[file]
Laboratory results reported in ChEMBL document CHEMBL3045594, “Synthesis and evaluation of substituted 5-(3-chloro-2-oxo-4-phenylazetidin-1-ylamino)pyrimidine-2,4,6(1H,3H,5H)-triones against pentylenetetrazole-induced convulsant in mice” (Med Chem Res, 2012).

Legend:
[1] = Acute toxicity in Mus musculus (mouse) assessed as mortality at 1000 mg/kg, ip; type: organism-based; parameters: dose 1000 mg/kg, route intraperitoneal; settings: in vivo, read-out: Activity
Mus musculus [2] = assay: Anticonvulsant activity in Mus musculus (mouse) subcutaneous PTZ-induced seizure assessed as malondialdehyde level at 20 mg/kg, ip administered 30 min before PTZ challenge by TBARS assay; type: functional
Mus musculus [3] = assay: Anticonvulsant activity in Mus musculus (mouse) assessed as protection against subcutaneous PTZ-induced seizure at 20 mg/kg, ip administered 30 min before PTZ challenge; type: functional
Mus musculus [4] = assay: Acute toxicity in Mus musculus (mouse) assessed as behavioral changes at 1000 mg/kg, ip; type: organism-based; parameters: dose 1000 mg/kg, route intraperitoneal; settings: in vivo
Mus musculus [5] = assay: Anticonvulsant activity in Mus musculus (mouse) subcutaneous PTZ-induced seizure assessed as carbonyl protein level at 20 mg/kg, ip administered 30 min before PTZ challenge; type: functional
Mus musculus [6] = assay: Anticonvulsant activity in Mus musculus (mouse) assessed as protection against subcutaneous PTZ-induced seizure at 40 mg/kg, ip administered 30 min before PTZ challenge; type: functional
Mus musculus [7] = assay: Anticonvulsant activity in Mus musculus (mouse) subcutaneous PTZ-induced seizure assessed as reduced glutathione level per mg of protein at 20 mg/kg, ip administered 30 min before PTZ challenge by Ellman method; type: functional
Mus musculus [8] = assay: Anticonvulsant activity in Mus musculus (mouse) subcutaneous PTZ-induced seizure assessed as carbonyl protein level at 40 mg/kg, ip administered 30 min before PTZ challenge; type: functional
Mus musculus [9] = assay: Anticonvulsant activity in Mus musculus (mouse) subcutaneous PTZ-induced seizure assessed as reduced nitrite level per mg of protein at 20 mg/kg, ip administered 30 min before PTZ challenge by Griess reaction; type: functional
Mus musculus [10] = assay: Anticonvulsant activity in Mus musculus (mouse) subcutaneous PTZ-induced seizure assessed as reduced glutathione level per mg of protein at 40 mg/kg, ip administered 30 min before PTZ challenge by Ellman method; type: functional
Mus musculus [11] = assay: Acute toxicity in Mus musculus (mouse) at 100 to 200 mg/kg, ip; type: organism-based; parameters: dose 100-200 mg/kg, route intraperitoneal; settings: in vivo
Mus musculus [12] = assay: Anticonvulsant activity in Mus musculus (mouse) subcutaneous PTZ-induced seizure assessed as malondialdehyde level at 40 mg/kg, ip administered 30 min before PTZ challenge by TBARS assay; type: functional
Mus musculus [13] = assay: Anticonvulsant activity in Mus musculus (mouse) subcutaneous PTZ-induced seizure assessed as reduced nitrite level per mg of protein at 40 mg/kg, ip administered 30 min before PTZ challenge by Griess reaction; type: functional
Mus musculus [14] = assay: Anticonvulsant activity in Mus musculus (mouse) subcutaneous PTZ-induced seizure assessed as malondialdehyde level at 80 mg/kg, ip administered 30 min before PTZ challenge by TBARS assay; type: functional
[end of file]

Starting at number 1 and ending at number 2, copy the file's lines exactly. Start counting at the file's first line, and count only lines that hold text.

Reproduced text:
Laboratory results reported in ChEMBL document CHEMBL3045594, “Synthesis and evaluation of substituted 5-(3-chloro-2-oxo-4-phenylazetidin-1-ylamino)pyrimidine-2,4,6(1H,3H,5H)-triones against pentylenetetrazole-induced convulsant in mice” (Med Chem Res, 2012).

Legend: